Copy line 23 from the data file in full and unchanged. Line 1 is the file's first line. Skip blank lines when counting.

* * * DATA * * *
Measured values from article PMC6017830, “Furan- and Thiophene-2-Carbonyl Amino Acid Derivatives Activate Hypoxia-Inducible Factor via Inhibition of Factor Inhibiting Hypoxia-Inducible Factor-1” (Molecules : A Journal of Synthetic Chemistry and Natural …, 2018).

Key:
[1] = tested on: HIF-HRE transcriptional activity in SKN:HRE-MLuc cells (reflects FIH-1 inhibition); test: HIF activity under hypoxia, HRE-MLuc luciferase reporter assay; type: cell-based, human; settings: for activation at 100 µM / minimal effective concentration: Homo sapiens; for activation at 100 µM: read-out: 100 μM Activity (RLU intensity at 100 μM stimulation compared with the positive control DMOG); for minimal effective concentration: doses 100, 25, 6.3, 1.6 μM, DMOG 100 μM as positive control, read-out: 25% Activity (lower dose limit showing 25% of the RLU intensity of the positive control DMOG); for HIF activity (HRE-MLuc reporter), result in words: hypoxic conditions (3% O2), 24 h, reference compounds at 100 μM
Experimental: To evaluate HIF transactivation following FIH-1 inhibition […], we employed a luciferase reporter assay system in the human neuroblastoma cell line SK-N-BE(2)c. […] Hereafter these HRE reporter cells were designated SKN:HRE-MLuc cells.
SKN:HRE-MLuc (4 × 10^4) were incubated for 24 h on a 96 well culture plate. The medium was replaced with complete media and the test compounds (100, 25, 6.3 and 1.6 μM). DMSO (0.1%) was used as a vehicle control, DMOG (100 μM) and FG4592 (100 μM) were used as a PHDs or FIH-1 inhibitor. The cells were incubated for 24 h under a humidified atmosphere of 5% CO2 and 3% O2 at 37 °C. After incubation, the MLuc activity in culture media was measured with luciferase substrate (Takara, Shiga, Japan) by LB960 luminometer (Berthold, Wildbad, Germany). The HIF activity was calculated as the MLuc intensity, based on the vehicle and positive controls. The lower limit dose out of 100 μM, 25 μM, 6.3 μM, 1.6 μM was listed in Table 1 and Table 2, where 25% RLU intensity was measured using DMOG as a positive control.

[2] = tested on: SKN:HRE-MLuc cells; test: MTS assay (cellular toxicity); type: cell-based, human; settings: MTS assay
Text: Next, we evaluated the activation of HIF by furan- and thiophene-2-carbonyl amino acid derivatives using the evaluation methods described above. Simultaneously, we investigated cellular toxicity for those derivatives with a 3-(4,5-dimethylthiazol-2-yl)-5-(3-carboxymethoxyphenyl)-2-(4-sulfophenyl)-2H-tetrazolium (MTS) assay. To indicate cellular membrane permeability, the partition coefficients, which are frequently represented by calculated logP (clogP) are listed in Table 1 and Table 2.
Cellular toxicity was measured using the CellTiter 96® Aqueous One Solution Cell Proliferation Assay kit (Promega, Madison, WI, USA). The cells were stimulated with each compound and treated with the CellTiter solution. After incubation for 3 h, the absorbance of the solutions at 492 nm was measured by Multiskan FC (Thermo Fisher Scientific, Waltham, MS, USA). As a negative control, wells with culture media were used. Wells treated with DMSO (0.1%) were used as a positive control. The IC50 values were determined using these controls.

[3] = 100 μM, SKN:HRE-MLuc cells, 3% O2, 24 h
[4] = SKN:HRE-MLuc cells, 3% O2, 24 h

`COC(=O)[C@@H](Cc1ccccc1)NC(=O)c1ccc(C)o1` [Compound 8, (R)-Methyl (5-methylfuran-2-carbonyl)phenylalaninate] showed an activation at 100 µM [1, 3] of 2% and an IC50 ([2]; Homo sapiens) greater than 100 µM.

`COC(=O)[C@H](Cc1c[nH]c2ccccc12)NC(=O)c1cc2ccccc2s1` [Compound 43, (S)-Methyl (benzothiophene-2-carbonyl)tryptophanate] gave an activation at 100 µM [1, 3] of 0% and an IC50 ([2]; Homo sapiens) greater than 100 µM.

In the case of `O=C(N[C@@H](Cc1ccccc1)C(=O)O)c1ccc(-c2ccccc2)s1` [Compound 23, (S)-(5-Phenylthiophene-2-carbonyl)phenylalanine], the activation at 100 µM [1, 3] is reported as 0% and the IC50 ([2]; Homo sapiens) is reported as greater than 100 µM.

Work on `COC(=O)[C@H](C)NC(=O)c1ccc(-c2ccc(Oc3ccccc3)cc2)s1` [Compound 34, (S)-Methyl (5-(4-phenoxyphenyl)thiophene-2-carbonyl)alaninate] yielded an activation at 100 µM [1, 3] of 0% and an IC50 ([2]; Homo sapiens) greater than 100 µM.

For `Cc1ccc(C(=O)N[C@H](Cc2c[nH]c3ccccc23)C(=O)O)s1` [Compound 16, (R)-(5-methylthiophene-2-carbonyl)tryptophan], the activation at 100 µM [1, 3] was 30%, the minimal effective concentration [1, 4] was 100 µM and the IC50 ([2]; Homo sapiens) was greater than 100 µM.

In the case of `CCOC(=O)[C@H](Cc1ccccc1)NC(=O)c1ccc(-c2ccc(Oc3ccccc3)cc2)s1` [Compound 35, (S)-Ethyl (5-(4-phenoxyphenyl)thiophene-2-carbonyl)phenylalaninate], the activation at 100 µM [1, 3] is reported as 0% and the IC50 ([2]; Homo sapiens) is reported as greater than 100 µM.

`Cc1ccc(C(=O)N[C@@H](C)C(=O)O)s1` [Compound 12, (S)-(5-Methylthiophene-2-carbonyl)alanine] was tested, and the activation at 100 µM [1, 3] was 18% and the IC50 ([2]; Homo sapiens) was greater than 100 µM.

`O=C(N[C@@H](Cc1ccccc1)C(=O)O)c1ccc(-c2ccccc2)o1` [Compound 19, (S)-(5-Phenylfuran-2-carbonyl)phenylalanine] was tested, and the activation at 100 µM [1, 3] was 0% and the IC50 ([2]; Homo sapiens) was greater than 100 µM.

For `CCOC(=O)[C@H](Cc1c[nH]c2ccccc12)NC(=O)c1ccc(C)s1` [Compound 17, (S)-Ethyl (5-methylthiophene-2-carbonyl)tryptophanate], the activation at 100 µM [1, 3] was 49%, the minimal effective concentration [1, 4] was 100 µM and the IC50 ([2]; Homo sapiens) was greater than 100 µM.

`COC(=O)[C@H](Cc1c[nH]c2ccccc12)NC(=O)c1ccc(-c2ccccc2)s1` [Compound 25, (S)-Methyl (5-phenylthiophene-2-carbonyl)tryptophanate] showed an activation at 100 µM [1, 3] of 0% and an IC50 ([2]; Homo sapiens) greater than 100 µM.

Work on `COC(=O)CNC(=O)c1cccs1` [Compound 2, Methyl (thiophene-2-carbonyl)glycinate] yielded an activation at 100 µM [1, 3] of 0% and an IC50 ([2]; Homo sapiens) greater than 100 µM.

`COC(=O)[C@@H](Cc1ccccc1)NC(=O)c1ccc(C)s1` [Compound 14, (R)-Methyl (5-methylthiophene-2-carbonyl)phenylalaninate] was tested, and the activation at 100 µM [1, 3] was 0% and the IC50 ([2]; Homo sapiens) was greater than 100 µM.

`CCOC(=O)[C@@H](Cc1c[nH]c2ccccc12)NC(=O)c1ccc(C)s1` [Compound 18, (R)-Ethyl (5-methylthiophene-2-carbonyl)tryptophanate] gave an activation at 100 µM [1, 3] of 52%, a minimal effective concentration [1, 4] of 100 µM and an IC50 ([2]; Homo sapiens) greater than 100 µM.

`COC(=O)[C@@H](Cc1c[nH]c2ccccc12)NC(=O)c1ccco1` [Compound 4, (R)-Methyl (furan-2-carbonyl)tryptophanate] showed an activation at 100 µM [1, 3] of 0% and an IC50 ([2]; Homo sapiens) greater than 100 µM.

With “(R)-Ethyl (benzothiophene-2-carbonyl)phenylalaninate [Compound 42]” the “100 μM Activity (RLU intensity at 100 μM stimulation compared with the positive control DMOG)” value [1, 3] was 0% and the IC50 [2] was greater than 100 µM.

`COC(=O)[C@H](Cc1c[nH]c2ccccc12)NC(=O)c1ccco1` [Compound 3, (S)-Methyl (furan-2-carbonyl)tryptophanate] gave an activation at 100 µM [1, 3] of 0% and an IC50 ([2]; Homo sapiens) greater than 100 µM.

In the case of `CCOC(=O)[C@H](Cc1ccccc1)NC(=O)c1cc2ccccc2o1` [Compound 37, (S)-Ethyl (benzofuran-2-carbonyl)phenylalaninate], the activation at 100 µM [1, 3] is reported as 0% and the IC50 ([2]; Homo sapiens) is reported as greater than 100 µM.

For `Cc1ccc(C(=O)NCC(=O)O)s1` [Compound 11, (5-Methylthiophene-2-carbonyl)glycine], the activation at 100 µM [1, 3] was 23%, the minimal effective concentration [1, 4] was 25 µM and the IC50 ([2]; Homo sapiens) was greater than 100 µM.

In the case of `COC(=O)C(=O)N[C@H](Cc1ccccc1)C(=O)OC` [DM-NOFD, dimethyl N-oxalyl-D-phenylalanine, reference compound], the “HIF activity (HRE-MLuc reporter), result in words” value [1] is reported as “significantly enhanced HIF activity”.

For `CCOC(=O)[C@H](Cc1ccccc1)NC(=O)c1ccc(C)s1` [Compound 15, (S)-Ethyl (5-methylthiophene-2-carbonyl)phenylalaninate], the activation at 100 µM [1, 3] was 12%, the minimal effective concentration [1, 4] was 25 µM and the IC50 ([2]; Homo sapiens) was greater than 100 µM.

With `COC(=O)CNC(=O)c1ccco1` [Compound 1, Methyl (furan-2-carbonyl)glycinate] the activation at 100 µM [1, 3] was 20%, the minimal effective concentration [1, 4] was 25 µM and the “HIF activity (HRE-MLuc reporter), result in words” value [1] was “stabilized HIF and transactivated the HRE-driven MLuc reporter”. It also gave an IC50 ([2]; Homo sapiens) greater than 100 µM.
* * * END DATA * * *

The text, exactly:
`CCOC(=O)[C@@H](Cc1c[nH]c2ccccc12)NC(=O)c1ccc(C)s1` [Compound 18, (R)-Ethyl (5-methylthiophene-2-carbonyl)tryptophanate] gave an activation at 100 µM [1, 3] of 52%, a minimal effective concentration [1, 4] of 100 µM and an IC50 ([2]; Homo sapiens) greater than 100 µM.